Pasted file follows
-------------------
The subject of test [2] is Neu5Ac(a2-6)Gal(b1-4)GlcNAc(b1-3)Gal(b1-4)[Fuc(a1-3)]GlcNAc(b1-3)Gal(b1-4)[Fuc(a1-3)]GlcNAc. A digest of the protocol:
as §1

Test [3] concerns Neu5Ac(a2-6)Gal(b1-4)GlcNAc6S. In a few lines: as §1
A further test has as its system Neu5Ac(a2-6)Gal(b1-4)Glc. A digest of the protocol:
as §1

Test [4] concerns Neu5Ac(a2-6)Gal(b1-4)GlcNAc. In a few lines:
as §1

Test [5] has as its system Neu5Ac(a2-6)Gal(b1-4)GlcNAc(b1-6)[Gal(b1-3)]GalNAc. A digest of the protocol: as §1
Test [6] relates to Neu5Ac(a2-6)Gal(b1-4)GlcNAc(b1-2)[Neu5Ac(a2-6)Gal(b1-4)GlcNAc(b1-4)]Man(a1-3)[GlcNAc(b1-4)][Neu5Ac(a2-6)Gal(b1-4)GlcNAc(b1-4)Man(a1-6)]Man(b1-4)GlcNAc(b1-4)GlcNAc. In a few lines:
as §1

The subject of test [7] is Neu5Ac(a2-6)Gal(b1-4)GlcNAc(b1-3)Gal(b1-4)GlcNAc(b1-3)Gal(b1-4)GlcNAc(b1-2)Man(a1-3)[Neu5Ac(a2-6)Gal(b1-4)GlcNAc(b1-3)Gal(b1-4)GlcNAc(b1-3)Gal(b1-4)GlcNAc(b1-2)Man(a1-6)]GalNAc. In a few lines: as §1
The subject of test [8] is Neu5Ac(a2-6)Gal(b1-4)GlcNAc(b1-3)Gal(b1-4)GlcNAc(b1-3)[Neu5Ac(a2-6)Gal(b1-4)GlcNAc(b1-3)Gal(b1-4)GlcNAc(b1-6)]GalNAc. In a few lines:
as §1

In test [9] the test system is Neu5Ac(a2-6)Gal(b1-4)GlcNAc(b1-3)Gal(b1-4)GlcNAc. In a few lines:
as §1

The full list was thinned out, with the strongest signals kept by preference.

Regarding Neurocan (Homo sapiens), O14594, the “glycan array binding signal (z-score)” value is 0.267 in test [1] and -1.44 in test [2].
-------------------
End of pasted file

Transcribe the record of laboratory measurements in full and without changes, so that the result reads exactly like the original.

The subject of test [2] is Neu5Ac(a2-6)Gal(b1-4)GlcNAc(b1-3)Gal(b1-4)[Fuc(a1-3)]GlcNAc(b1-3)Gal(b1-4)[Fuc(a1-3)]GlcNAc. A digest of the protocol:
as §1

Test [3] concerns Neu5Ac(a2-6)Gal(b1-4)GlcNAc6S. In a few lines: as §1
A further test has as its system Neu5Ac(a2-6)Gal(b1-4)Glc. A digest of the protocol:
as §1

Test [4] concerns Neu5Ac(a2-6)Gal(b1-4)GlcNAc. In a few lines:
as §1

Test [5] has as its system Neu5Ac(a2-6)Gal(b1-4)GlcNAc(b1-6)[Gal(b1-3)]GalNAc. A digest of the protocol: as §1
Test [6] relates to Neu5Ac(a2-6)Gal(b1-4)GlcNAc(b1-2)[Neu5Ac(a2-6)Gal(b1-4)GlcNAc(b1-4)]Man(a1-3)[GlcNAc(b1-4)][Neu5Ac(a2-6)Gal(b1-4)GlcNAc(b1-4)Man(a1-6)]Man(b1-4)GlcNAc(b1-4)GlcNAc. In a few lines:
as §1

The subject of test [7] is Neu5Ac(a2-6)Gal(b1-4)GlcNAc(b1-3)Gal(b1-4)GlcNAc(b1-3)Gal(b1-4)GlcNAc(b1-2)Man(a1-3)[Neu5Ac(a2-6)Gal(b1-4)GlcNAc(b1-3)Gal(b1-4)GlcNAc(b1-3)Gal(b1-4)GlcNAc(b1-2)Man(a1-6)]GalNAc. In a few lines: as §1
The subject of test [8] is Neu5Ac(a2-6)Gal(b1-4)GlcNAc(b1-3)Gal(b1-4)GlcNAc(b1-3)[Neu5Ac(a2-6)Gal(b1-4)GlcNAc(b1-3)Gal(b1-4)GlcNAc(b1-6)]GalNAc. In a few lines:
as §1

In test [9] the test system is Neu5Ac(a2-6)Gal(b1-4)GlcNAc(b1-3)Gal(b1-4)GlcNAc. In a few lines:
as §1

The full list was thinned out, with the strongest signals kept by preference.

Regarding Neurocan (Homo sapiens), O14594, the “glycan array binding signal (z-score)” value is 0.267 in test [1] and -1.44 in test [2].